Examples of pattern (38b) have not, to our knowledge, been noted before. Subjects in English make a good test case, since they precede the selecting predicate. There are some predicates that select NP subjects and do not permit CP subjects.
*[CP That he was late all the time] resulted in his being dismissed.
(based on Pollard and Sag 1987:131)
[NP His constant harassment of coworkers] resulted in his being dismissed.
Some speakers of English may find the CP subject in (40a) acceptable. They are not relevant here. Speakers who do find (40a) degraded compared with (40b) nevertheless find a CP acceptable as the first member of a coordinate subject, if the second member is an NP.7
[[CP That he was late all the time] and [NP his constant harassment of coworkers]] resulted in his being dismissed.
*[[NP His constant harassment of coworkers] and [CP that he was late all the time]] resulted in his being dismissed.
The same pattern can be found with other predicates that do not permit CP subjects—for instance, the predicate be incoherent, which for many speakers also does not allow a CP subject.
[[CP That images are waterproof] and [NP the claim made by the Redactionist sect]] are both incoherent.
*That images are waterproof is incoherent. (Pollard and Sag 1987:131)
The claim made by the Redactionist sect is incoherent.
*[[NP The claim made by the Redactionist sect] and [CP that images are waterproof]] are both incoherent.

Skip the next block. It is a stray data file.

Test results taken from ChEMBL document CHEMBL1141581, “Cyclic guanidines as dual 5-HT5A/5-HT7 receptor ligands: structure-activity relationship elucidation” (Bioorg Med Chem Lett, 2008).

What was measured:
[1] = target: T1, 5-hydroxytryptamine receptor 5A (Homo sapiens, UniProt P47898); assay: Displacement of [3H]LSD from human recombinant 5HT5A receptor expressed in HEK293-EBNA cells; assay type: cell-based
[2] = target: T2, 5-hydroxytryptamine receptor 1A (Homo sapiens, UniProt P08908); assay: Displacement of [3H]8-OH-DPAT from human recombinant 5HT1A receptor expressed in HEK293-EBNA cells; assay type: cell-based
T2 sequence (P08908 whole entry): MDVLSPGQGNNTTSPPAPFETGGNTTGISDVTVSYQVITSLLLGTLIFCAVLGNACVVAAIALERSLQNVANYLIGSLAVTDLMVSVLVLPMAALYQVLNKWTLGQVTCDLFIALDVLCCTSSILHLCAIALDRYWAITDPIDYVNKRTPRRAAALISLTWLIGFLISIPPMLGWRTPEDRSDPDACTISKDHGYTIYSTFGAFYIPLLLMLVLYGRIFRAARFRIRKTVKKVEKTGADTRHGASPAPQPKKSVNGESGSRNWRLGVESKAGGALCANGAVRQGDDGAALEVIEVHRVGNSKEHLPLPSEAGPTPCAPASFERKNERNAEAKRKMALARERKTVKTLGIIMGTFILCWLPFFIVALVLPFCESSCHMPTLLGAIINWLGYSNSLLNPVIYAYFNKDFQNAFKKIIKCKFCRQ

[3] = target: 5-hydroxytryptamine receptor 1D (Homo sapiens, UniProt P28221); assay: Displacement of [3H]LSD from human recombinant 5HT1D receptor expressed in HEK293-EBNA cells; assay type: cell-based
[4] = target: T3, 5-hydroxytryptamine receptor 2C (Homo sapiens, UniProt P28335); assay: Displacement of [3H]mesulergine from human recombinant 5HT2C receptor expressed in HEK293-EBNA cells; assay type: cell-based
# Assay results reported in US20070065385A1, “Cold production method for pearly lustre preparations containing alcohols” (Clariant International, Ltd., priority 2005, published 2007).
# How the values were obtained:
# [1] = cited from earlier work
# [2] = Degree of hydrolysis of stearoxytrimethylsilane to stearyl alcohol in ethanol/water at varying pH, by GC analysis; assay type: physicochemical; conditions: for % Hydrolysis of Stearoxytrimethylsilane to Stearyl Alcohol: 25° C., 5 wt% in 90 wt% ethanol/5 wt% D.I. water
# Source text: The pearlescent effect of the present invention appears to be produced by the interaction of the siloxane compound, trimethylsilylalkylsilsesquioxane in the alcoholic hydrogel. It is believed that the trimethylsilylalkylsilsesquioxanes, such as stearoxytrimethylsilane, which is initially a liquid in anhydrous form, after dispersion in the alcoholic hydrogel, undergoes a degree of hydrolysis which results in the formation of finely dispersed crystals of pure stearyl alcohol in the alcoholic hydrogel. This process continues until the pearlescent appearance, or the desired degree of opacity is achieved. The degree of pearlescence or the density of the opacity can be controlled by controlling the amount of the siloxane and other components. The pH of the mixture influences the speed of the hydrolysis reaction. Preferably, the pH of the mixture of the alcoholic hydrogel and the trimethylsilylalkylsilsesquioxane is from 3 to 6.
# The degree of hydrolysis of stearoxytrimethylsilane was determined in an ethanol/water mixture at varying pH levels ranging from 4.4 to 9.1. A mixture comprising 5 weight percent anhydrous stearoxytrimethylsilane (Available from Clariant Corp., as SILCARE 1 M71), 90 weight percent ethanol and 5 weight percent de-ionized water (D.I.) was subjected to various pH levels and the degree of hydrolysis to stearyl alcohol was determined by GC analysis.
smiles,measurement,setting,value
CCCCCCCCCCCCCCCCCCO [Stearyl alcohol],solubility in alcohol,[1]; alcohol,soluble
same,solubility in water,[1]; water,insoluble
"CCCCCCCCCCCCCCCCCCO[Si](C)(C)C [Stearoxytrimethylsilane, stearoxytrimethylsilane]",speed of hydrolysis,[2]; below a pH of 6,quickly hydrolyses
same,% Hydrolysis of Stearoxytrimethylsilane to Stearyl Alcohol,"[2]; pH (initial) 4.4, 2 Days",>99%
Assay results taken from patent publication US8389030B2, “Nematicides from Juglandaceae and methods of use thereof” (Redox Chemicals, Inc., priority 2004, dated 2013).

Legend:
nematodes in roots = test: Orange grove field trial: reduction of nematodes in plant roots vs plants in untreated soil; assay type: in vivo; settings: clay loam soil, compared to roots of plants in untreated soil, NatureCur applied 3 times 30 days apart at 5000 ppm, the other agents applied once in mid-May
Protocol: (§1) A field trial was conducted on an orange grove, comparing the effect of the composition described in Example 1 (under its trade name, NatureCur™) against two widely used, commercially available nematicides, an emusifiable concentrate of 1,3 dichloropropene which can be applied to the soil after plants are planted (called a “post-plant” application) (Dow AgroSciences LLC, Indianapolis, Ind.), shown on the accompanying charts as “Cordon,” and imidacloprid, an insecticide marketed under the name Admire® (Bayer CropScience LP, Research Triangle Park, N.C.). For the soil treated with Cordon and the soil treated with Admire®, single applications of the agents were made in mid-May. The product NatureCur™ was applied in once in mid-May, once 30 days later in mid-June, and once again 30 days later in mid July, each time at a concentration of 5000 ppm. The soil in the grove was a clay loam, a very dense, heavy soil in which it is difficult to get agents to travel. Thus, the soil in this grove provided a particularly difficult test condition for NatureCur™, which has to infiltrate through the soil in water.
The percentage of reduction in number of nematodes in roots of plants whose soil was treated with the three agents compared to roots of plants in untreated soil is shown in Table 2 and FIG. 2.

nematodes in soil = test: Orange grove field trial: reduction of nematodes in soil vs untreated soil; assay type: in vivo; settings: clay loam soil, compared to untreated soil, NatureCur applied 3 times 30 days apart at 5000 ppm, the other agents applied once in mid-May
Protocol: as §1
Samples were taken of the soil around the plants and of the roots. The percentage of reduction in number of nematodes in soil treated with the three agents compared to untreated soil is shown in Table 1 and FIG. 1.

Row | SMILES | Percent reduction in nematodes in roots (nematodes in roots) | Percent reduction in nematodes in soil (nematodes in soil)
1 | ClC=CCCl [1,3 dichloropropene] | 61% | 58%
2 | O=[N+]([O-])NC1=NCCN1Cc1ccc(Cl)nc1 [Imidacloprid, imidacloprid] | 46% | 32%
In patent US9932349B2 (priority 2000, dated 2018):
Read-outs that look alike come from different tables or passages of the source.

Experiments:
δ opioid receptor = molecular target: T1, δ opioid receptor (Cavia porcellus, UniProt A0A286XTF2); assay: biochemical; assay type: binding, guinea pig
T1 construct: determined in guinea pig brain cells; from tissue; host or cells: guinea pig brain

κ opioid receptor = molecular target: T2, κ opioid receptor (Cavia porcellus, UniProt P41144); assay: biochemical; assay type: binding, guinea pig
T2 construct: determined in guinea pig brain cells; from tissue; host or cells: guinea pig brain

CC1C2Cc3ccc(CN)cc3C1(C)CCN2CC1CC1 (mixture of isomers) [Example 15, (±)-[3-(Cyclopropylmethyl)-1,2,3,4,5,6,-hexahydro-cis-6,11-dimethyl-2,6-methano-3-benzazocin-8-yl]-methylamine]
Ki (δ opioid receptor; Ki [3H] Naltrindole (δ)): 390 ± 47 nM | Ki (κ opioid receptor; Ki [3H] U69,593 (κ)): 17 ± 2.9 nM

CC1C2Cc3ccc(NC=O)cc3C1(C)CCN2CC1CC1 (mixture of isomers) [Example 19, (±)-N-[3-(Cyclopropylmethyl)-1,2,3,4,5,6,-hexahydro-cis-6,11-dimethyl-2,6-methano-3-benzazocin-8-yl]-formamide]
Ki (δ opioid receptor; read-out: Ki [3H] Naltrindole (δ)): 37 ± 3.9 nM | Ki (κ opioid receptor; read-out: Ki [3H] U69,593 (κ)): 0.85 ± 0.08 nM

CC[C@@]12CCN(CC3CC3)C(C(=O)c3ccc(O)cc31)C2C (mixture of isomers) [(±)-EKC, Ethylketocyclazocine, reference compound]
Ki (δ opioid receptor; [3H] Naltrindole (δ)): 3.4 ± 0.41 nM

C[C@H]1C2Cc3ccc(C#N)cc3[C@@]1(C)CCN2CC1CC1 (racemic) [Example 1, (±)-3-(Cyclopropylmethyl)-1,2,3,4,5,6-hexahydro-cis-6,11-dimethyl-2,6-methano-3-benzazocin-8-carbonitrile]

This pattern can also be found when the selector is a postposition. For instance, a coordinate phrase consisting of an NP and a CP is a possible dependent of notwithstanding as long as the final conjunct is an NP.
That she got third place and her injury in the final round notwithstanding, she felt good about her performance in the Olympics.
Her injury in the final round notwithstanding, . . .
*That she got third place notwithstanding, . . .
(Again, some speakers may find a CP acceptable as the complement of notwithstanding; the important fact is that some speakers do not allow one by itself but do allow it when it is coordinated with an NP.)
As can be seen from these examples, when the coordinate phrase precedes the selecting head, it is the final conjunct that matters for categorial selection, not the initial one. This is incompatible with the class of analysis that posits a special prominence for the first conjunct, such that it alone can determine the category of the coordinate phrase as a whole.